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DESCRIPTION The button command creates a new window (given by the pathName argument) and makes it into a button widget. Additional options, described above, may be specified on the command line or in the option database to configure aspects of the button such as its colors, font, text, and initial relief. The button command returns its pathName argument. At the time this command is invoked, there must not exist a window named pathName, but pathName's parent must exist. A button is a widget that displays a textual string, bitmap or image. If text is dis‐ played, it must all be in a single font, but it can occupy multiple lines on the screen (if it contains newlines or if wrapping occurs because of the -wraplength option) and one of the characters may optionally be underlined using the -underline option. It can dis‐ play itself in either of three different ways, according to the -state option; it can be made to appear raised, sunken, or flat; and it can be made to flash. When a user invokes the button (by pressing mouse button 1 with the cursor over the button), then the Tcl com‐ mand specified in the -command option is invoked.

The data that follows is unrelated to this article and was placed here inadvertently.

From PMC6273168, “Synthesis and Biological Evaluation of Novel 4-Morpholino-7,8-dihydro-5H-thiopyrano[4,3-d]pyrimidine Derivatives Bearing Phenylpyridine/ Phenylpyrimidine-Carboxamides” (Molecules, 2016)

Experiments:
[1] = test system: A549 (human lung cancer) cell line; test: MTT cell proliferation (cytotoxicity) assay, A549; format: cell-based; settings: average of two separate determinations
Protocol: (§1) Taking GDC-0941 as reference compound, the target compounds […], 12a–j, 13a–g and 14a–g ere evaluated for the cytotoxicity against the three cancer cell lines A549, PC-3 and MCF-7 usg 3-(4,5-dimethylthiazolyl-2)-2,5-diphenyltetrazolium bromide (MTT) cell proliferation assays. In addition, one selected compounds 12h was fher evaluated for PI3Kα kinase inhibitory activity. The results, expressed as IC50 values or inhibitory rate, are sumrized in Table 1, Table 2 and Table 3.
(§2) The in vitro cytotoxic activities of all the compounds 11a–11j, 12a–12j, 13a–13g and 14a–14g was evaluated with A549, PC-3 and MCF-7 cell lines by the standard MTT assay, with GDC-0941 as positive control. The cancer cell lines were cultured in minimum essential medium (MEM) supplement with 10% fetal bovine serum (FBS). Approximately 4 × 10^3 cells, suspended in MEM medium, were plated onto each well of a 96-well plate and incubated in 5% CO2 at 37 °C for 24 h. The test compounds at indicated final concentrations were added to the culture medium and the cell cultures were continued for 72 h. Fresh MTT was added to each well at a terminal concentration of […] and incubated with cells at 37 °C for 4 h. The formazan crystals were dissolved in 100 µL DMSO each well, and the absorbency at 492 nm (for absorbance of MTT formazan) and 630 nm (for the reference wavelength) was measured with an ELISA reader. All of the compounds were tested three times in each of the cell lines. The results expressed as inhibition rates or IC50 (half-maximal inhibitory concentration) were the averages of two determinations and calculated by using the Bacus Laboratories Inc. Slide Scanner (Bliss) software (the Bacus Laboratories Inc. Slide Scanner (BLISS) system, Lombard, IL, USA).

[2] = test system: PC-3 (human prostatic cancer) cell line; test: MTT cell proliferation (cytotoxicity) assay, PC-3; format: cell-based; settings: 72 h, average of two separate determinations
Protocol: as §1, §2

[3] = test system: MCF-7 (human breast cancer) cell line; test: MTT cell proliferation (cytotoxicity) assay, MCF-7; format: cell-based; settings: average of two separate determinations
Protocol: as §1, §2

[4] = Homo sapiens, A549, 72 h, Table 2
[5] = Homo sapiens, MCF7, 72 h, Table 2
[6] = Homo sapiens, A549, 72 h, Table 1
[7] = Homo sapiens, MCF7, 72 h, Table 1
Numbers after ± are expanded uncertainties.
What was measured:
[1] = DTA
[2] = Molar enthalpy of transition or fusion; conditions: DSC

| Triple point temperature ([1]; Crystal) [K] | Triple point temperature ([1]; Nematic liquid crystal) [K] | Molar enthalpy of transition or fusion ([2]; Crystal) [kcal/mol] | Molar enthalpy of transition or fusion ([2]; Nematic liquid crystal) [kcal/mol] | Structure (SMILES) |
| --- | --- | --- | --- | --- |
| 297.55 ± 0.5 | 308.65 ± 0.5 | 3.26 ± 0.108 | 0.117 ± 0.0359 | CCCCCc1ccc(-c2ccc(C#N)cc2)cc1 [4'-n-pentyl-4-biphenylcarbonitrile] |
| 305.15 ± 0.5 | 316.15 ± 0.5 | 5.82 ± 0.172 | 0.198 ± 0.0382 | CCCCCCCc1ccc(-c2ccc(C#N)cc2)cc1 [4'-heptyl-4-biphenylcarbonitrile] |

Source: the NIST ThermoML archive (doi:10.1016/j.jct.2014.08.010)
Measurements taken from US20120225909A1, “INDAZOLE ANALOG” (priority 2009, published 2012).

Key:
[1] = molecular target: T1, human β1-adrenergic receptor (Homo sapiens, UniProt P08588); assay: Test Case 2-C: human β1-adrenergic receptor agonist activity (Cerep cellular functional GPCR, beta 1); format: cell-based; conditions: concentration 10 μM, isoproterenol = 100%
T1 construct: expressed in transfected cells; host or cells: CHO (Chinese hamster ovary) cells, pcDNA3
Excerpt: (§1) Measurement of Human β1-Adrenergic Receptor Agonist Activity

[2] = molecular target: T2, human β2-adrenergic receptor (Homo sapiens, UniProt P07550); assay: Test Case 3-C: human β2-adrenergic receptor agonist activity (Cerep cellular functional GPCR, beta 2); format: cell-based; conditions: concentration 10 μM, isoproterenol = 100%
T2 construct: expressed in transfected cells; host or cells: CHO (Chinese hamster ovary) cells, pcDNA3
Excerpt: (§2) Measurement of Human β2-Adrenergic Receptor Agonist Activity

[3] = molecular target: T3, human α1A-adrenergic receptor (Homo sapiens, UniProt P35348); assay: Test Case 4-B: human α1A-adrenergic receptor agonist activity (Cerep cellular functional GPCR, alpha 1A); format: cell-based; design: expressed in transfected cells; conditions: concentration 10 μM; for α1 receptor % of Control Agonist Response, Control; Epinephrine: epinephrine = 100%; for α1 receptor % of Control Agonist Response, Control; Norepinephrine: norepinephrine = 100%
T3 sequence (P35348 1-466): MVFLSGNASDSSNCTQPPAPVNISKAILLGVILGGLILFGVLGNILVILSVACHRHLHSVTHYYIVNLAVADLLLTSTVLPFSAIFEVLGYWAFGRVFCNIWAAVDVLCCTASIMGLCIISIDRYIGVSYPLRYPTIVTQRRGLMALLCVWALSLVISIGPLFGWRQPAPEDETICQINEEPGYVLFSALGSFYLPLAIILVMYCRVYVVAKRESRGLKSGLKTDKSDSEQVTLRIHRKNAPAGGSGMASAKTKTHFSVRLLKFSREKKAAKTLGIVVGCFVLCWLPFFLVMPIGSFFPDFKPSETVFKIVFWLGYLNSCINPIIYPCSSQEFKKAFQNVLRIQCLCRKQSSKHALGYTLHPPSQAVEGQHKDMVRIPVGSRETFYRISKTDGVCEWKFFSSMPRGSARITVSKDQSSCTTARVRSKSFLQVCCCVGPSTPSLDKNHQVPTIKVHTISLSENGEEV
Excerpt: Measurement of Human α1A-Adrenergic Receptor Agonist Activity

WIDGET COMMAND The button command creates a new Tcl command whose name is pathName. This command may be used to invoke various operations on the widget. It has the following general form: pathName option ?arg arg ...? Option and the args determine the exact behavior of the command. The following commands are possible for button widgets: pathName cget option Returns the current value of the configuration option given by option. Option may have any of the values accepted by the button command. pathName configure ?option? ?value option value ...? Query or modify the configuration options of the widget. If no option is speci‐ fied, returns a list describing all of the available options for pathName (see Tk_ConfigureInfo for information on the format of this list). If option is speci‐ fied with no value, then the command returns a list describing the one named option (this list will be identical to the corresponding sublist of the value returned if no option is specified). If one or more option-value pairs are specified, then the command modifies the given widget option(s) to have the given value(s); in this case the command returns an empty string. Option may have any of the values accepted by the button command. pathName flash Flash the button. This is accomplished by redisplaying the button several times, alternating between the configured activebackground and background colors. At the end of the flash the button is left in the same normal/active state as when the command was invoked. This command is ignored if the button's state is disabled. pathName invoke Invoke the Tcl command associated with the button, if there is one. The return value is the return value from the Tcl command, or an empty string if there is no command associated with the button. This command is ignored if the button's state is disabled.